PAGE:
SUMMARY OF THE INVENTION

I have now determined that acidic viscous fluids having enhanced low shear rate viscosity (hereinafter sometimes referred to as ELSRV) can be prepared by dispersing in aqueous liquids certain acidic chitosan-containing concentrates (hereinafter sometimes referred to as ACCC).

The ACCC are prepared by reacting acidic chitosan salts in aqueous solution with an aldehyde group-containing chemical modifier (hereinafter sometimes referred to as AGCCM) at an elevated temperature wherein the concentration of chitosan in the acidic solution and the reaction time at the elevated temperature are sufficient to produce a semi-solid gel.

The preferred AGCCM are aldose or ketose sugars, or sugars oxidizable or hydrolyzable to aldoses or ketoses, such as glucose, galactose, arabinose, xylose, N-acetylglucoamine, lactose, cellobiose, maltose, and melibiose, or oligomers of the monosaccharides thereof containing from two to ten combined sugar units, of the same or different monosaccharides.

Preferably the concentration of chitosan in the ACCC is at least about 5 ppb (1.43 w/v %), the AGCCM to chitosan weight ratio is greater than about 0.5, and the reaction temperature is greater than about 140° F. (60° C.).

It is an object of this invention to provide a process for the preparation of acidic chitosan-containing concentrates which are efficient thickeners (viscosifiers, gellants) for compatible aqueous liquids to provide aqueous liquids having an elevated low shear rate viscosity.

It is another object of this invention to provide acidic chitosan-containing concentrates which are efficient thickeners (viscosifiers, gellants) for compatible aqueous liquids to provide aqueous liquids having an elevated low shear rate viscosity.

It is still another object to provide aqueous liquids which exhibit an elevated low shear rate viscosity having dispersed in a compatible aqueous liquid the acidic chitosan-containing concentrates of this invention.

These and other objects of the invention will be apparent to one skilled in the art upon reading the specification and claims hereof.

While the invention is susceptible of various modifications and alternative forms, specific embodiments thereof will hereinafter be described in detail and shown by way of example. It should be understood, however, that it is not intended to limit the invention to the particular forms disclosed, but, on the contrary, the invention is to cover all modifications and alternatives falling within the spirit and scope of the invention as expressed in the appended claims.

The compositions can comprise, consist essentially of, or consist of the stated materials. The method can comprise, consist essentially of, or consist of the stated steps with the stated materials.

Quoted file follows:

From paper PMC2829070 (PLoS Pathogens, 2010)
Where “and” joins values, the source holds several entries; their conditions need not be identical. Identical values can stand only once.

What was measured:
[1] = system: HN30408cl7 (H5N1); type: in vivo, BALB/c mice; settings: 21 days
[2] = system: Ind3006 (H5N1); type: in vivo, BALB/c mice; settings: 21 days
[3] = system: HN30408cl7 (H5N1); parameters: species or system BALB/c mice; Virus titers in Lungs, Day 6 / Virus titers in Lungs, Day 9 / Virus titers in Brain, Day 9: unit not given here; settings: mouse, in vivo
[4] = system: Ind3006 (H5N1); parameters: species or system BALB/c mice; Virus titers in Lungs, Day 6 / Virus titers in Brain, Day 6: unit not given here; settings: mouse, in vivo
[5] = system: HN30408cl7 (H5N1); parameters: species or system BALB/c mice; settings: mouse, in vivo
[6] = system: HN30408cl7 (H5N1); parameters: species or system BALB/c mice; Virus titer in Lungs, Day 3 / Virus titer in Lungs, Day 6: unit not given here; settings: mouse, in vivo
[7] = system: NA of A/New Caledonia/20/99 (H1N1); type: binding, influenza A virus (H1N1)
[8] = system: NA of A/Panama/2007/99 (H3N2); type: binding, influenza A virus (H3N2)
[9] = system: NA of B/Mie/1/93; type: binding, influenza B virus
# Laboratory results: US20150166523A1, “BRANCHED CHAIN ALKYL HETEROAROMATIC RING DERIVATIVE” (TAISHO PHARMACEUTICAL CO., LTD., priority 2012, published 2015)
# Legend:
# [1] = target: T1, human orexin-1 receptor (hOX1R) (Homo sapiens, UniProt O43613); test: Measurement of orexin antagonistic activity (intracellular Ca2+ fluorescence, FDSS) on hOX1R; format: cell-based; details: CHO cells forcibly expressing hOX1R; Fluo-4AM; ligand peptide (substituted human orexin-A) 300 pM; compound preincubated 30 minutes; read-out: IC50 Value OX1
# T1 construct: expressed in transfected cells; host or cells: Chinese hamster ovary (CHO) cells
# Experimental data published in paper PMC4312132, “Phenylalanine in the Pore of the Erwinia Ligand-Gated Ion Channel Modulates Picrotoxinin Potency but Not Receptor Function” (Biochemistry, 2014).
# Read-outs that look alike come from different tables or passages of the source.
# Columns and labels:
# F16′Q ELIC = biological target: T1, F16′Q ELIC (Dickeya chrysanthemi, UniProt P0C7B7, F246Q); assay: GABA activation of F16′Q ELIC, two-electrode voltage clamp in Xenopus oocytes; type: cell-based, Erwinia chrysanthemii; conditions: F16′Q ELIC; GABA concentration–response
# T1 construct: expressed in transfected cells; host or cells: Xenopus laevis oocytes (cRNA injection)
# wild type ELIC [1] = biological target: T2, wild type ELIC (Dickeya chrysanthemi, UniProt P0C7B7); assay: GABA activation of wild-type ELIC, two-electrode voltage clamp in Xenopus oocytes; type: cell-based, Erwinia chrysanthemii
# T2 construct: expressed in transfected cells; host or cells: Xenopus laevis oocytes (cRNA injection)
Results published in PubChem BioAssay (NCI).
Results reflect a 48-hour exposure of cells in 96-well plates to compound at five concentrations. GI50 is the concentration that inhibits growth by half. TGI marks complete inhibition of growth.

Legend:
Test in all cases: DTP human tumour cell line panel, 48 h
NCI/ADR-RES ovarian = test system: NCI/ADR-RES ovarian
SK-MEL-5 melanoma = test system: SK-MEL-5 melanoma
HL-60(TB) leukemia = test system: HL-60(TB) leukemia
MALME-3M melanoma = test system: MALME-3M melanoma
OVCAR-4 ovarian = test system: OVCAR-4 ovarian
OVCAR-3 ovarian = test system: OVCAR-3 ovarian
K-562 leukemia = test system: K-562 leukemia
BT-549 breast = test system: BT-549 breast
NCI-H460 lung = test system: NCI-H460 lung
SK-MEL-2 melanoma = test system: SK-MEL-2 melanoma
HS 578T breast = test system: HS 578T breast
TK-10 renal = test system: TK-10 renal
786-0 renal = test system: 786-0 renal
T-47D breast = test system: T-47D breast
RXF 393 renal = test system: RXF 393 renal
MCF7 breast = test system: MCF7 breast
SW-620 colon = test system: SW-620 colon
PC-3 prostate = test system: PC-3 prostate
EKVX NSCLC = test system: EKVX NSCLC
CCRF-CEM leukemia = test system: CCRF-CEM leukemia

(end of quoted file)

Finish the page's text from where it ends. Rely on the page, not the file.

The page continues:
PREFERRED EMBODIMENTS OF THE INVENTION

The chitosans useful in the present invention will have at least 50% of their amino groups deacetylated, i.e., the degree of deacetylation is at least 50%, preferably at least 70%, and most preferably from about 85% to about 100%.

One aspect of the invention is to prepare aqueous pseudoplastic fluids having a Brookfield 0.5 rpm viscosity (hereinafter sometimes referred to as “low shear rate viscosity” or “LSRV”) of at least about 10,000 centipoise and a shear thinning index (hereinafter sometimes referred to as “STI”) greater than about 10. The STI is the ratio of the Brookfield viscosity at 0.5 rpm to the Brookfield viscosity at 100 rpm and is an indication of the shear thinning, pseudoplastic characteristic of the fluids.

Such aqueous pseudoplastic fluids are prepared by dispersing in a compatible aqueous liquid an acidic chitosan-containing concentrate prepared by reacting chitosan in an acidic aqueous solution with an aldehyde group-containing chemical modifier at an elevated temperature wherein the concentration of chitosan in the acidic solution and the reaction time at the elevated temperature are sufficient to produce a semi-solid gel.

A wide variety of acids can be used to solublize the chitosan in the concentrates. Such acids include inorganic acids such as hydrochloric acid, nitric acid, and sulfamic acid, and water soluble organic acids represented by the formula: R—(COOH)n wherein n has a value of 1 to 3 and R represents a mono- or divalent organic radical composed of carbon, hydrogen, and optionally at least one of oxygen, nitrogen, and sulfur. Exemplary organic acids are the mono- and dicarboxylic acids selected from the group consisting of formic, acetic, N-acetylglycine, acetylsalicylic, fumaric, glycolic, iminodiacetic, itaconic, lactic, citric, maleic, malic, nicotinic, 2-pyrrolidone-5-carboxylic, salicylic, succinamic, succinic, ascorbic, aspartic, glutamic, glutaric, malonic, pyruvic, sulfonyldiacetic, thiodiacetic, thioglycolic acids and mixtures thereof.